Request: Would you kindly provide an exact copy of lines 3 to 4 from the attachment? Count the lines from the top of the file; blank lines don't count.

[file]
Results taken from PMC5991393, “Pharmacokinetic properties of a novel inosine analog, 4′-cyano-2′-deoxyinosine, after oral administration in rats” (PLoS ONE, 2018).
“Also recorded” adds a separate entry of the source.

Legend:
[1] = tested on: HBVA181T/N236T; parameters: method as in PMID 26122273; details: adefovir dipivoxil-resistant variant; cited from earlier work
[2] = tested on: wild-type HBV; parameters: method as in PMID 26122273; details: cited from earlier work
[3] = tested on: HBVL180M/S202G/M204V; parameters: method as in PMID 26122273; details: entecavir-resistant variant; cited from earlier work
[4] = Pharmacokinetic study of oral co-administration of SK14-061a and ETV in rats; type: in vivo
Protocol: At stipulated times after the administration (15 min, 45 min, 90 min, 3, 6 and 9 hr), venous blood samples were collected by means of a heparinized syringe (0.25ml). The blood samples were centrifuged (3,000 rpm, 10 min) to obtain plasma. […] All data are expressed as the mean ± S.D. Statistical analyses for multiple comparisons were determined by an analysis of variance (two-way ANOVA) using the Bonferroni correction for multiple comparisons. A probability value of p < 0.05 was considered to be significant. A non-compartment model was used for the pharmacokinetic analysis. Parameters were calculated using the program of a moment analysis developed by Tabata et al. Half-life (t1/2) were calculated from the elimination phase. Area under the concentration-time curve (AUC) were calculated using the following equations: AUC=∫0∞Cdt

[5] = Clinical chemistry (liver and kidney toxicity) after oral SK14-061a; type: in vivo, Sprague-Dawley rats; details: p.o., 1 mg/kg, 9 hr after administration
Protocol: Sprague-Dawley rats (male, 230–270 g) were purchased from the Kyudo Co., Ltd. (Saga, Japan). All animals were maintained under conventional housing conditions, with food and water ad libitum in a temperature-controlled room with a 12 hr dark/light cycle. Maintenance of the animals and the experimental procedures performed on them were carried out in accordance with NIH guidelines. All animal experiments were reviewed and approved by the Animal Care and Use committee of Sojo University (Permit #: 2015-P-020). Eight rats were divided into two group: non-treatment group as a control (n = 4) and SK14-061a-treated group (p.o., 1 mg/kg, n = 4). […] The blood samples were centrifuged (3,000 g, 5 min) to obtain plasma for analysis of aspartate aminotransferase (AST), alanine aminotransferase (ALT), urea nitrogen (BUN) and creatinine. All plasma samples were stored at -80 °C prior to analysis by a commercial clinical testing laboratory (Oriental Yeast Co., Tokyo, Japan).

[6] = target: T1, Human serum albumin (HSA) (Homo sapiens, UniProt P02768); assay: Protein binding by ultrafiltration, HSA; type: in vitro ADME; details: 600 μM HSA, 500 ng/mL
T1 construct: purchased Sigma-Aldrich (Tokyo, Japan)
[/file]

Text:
Legend:
[1] = tested on: HBVA181T/N236T; parameters: method as in PMID 26122273; details: adefovir dipivoxil-resistant variant; cited from earlier work